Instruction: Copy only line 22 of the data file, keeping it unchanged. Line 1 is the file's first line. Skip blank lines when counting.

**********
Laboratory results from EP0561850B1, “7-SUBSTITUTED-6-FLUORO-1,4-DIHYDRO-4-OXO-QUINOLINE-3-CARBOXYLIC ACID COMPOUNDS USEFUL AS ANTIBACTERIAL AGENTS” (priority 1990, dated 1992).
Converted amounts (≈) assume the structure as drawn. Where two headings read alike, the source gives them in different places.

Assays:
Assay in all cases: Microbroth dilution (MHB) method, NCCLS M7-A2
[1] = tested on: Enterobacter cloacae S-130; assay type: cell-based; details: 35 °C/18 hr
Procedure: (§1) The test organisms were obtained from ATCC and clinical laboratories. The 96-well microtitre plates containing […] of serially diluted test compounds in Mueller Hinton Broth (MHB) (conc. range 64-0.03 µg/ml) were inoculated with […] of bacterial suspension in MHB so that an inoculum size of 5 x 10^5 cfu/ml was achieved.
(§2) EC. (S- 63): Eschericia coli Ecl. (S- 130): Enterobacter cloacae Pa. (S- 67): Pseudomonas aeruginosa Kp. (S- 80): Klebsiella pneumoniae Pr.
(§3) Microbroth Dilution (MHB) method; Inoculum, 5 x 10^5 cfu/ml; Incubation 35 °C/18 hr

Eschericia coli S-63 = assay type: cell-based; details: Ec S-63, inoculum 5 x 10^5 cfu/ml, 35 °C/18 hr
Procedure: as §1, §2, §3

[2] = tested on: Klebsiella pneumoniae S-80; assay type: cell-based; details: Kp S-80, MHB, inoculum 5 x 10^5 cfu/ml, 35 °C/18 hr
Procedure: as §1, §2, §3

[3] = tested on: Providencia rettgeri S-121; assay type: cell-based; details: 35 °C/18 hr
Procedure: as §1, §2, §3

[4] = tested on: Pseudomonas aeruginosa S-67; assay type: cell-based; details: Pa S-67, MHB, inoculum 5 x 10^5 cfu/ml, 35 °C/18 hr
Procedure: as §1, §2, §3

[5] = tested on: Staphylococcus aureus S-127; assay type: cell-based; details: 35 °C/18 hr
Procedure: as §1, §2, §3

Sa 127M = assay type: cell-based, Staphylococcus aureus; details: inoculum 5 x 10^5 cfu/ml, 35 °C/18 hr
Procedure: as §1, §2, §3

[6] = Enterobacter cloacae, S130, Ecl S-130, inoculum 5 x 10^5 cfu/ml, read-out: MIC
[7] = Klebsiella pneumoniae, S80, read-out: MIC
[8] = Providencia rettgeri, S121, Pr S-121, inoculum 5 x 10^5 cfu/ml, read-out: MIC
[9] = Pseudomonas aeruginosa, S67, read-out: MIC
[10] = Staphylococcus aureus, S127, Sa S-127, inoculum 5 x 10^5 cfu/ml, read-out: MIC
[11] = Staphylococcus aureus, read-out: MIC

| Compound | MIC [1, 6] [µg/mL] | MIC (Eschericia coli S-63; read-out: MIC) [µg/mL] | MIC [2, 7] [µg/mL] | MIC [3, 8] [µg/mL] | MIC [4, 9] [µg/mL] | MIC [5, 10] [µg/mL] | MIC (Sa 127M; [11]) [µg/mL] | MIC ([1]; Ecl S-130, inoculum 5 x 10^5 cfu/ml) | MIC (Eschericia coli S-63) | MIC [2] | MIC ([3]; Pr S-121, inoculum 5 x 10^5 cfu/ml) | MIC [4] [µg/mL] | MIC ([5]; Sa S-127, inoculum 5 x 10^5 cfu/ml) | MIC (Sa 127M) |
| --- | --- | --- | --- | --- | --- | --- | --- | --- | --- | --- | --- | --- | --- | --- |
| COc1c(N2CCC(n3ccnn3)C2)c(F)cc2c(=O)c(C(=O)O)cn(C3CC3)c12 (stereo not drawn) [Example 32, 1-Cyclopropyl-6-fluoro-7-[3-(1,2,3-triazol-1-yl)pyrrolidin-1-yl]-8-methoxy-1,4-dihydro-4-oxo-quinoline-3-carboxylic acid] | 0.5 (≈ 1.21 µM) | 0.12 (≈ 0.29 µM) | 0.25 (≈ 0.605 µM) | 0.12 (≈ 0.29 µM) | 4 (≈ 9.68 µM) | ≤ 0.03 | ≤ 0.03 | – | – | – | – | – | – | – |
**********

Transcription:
[7] = Klebsiella pneumoniae, S80, read-out: MIC